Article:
Wednesday, September 27, 2023
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GOP budget truce hemorrhaging support as deadline looms

A short-term budget compromise aimed at smoothing friction between House Speaker Kevin McCarthy and his most right-wing caucus members appears short on votes as Congress flirts with a government shutdown.

WASHINGTON (CN) — A weekend push by House Republican leadership to quell a budget revolt from the party’s right flank was on the ropes Monday morning, as more than a dozen GOP lawmakers said that they would not support a proposed spending compromise.

At issue for hard-right Republicans is a continuing resolution unveiled late Sunday night by House Speaker Kevin McCarthy and representatives of both the right-wing House Freedom Caucus and the more moderate Main Street Caucus.

The short-term spending patch is primarily designed to avert a government shutdown that will trigger if Congress can’t pass a budget bill before the 2023 fiscal year ends on Sept. 30. The proposed measure would keep the government funded until Oct. 31 with a nearly 8% cut to non-defense spending.

The compromise is also aimed at placating members of the Freedom Caucus and other right-wing lawmakers who have said that they would not support a stopgap budget if it did not meet certain conditions — such as implementing provisions of a House-passed border security bill and doing away with funding for Ukraine.

If made law, the proposed spending deal would include parts of the May border legislation, leaving out only language in the bill that would make an electronic work eligibility verification program mandatory for U.S. employers.

Despite those concessions, around 15 House Republicans had said as of Monday morning that they will still vote against the continuing resolution if it’s brought to the floor.

Many lawmakers bemoaned Congress’ longstanding practice of using such short-term spending patches to buy time for budget negotiations and complained that the compromise would still authorize further support for Kyiv.

“I’m sick of the D.C. backroom deals to appease 61 in the Senate and not going to play this game,” said Florida Congressman Cory Mills in a Sunday evening post on X, the site formerly known as Twitter.

“I’m with Cory,” replied North Carolina Republican Dan Bishop, a longtime critic of Speaker McCarthy. Bishop argued that Congress should instead vote on a package of spending bills currently in a holding pattern in the House. “Pass the damn bills,” he said, speaking of appropriations measures. “Roll back the crazy bureaucracy to pre-Covid levels. Now.”

Georgia Representative Marjorie Taylor Greene, a former Freedom Caucus Member who has at times defended the speaker, called the proposed continuing resolution a “white flag of surrender.”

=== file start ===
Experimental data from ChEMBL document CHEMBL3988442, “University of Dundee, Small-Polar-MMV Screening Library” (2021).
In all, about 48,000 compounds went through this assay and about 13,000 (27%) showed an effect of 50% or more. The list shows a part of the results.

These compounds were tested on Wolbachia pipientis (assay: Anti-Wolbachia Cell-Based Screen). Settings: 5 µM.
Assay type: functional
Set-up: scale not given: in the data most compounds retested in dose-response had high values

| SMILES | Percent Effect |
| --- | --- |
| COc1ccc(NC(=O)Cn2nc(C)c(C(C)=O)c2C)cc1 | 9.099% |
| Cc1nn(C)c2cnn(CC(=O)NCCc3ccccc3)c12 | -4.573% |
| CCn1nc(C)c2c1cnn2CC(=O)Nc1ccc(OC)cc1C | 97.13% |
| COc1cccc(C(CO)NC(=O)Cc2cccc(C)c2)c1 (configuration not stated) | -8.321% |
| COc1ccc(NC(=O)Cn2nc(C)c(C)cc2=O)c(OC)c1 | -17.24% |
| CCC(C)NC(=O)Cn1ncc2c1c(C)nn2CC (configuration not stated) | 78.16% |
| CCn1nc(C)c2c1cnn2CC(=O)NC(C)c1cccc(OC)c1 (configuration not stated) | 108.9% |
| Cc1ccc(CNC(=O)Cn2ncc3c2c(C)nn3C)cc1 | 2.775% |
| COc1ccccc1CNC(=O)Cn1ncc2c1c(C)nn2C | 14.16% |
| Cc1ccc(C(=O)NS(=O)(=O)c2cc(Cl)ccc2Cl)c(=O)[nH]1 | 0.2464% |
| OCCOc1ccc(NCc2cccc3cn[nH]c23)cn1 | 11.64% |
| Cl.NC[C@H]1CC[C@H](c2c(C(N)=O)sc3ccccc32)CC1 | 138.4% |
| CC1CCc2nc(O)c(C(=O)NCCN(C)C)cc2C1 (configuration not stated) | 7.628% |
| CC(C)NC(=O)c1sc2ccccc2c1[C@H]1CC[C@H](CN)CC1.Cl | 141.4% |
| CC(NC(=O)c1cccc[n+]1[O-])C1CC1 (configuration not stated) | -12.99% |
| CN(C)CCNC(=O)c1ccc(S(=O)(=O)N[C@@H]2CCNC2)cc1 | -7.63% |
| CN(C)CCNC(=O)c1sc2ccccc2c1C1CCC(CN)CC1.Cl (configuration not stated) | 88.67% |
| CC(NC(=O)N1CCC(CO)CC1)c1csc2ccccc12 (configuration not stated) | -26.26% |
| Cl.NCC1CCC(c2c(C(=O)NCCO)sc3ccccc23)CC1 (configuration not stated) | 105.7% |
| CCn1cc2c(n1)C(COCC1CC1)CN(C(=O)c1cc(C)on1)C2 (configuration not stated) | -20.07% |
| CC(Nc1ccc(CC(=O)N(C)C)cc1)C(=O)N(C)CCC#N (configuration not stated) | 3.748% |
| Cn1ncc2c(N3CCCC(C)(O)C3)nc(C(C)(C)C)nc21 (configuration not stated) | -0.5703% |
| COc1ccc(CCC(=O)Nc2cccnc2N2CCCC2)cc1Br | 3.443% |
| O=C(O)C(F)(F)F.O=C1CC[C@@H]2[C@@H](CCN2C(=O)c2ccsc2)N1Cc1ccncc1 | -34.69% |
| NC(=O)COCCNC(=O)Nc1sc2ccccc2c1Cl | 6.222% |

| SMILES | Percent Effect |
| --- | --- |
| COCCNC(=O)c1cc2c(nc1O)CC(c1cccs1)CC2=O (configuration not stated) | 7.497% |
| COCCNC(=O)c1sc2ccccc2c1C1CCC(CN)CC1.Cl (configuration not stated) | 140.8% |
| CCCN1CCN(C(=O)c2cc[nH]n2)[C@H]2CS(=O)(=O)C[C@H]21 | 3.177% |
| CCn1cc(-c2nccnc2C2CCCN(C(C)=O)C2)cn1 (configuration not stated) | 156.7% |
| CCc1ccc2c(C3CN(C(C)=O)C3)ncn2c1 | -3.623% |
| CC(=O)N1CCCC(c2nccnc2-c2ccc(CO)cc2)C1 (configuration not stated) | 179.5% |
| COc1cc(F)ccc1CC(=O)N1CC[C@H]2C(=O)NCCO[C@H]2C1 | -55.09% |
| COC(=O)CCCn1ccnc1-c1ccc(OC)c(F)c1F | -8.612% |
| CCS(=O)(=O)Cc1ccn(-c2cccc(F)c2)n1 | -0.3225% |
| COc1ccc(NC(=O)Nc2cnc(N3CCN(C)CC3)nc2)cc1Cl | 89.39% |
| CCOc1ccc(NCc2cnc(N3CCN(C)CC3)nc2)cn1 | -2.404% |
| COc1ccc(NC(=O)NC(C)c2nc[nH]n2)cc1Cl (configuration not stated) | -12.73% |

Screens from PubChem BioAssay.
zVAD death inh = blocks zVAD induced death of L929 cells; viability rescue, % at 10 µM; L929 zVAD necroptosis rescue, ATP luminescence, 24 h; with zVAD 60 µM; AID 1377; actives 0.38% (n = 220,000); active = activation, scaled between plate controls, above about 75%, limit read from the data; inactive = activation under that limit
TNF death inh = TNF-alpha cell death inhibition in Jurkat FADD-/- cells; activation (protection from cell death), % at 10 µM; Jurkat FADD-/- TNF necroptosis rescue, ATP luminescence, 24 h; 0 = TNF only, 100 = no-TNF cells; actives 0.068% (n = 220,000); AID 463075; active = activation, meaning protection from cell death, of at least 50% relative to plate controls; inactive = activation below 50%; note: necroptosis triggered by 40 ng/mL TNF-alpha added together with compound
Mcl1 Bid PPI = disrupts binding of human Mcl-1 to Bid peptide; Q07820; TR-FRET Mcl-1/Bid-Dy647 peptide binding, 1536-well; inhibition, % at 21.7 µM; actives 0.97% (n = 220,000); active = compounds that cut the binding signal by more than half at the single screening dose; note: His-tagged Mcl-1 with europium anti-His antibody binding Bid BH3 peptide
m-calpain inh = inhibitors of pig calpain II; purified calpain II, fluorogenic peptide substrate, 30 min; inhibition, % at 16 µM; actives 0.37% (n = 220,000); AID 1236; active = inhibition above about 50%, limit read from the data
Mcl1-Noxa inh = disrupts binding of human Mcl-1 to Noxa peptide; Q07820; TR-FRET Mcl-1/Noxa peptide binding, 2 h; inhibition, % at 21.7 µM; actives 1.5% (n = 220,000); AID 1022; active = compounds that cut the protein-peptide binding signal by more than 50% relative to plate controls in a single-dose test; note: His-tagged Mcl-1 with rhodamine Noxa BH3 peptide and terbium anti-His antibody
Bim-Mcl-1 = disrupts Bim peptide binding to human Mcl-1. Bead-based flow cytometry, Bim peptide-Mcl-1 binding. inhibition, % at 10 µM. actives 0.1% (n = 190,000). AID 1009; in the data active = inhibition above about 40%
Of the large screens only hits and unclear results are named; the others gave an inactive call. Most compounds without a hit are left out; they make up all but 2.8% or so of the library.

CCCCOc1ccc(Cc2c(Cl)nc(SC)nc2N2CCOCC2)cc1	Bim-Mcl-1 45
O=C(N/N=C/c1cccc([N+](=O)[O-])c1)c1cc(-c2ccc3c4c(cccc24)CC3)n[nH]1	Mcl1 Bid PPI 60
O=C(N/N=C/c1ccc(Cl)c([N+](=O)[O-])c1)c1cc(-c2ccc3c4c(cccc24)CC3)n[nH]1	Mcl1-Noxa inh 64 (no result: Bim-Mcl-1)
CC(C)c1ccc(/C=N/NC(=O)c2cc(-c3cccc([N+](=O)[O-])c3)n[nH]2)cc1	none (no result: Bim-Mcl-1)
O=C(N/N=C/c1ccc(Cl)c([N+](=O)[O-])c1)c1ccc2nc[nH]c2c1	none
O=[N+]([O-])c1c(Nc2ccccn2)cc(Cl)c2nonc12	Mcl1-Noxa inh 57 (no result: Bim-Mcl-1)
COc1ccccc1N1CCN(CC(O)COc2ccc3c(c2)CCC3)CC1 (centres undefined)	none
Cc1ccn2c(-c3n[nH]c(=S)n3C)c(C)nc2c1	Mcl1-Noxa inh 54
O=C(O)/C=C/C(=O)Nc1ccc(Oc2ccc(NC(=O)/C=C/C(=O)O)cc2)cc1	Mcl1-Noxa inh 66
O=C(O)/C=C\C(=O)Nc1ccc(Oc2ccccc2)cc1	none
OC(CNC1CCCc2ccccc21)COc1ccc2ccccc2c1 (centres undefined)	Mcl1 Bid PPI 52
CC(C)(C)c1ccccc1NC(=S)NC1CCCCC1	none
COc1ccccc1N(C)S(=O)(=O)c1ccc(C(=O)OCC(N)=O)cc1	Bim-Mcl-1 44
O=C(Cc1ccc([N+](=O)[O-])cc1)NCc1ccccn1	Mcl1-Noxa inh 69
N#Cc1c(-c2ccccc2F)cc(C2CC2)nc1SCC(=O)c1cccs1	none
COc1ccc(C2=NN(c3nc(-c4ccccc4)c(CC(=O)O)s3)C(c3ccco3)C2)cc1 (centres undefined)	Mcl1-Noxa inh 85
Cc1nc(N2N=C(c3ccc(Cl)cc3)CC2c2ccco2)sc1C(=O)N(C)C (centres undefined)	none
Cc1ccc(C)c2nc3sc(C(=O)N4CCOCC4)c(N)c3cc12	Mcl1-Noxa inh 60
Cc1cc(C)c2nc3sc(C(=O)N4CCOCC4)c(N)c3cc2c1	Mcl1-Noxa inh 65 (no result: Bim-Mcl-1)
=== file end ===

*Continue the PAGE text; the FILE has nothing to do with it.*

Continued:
“It’s Sep 18th, not Sep 30th,” Greene wrote. “It’s past time to get to work.”

Representative Victoria Spartz of Indiana became one of the latest opponents to the compromise bill Monday morning, dinging Speaker McCarthy for what she said was a lack of leadership.

“The Republican House is failing the American people again and pursuing a path of gamesmanship and circus,” Spartz said in a statement. “It is a shame that our weak Speaker cannot even commit to having a commission to discuss our looming fiscal catastrophe.”

Even though the lawmakers standing against McCarthy’s compromise represent a small minority of the Republican caucus so far, their opposition would be more than enough to scuttle the measure in the House, where the GOP commands just an eight-seat majority.

Several high-profile House Republicans have also come out in support of the proposed budget patch. In a post on X, formerly Twitter, Sunday night, Tennessee Congressman Mark Green said the compromise was “the best I’ve seen since coming to Congress” and called the continuing resolution “a big win for the American people.”

Pennsylvania Congressman Scott Perry, who chairs the House Freedom Caucus, said Monday morning that the compromise was “a framework for our colleagues across the House Republican Conference.”

Meanwhile, House Democrats were outraged by the GOP’s stopgap budget plan.

“Less than two weeks away from a government shutdown, House Republicans are still more focused on introducing extreme funding bills … than working on bipartisan solution[s] that could be enacted,” said Connecticut Representative Rosa DeLauro in a statement Sunday night.

DeLauro, the ranking member of the lower chamber’s Appropriations Committee, accused Republicans of falling back on a government shutdown in the face of opposition to their proposed budget cuts. “It is time to end the charade and get to work,” she wrote.

Even if the proposed continuing resolution cleared the House, it is unlikely that such a measure would pass the Democrat-controlled Senate.

McCarthy’s renewed leadership woes come less than a week after the House Freedom Caucus doubled down on their budget demands despite the speaker’s apparent attempt to woo their support by announcing an impeachment inquiry into President Biden.

In addition to implementing the House’s border security legislation and bottlenecking Ukraine aid, the Freedom Caucus has demanded that an eventual 2024 budget slash appropriations to 2022 levels.

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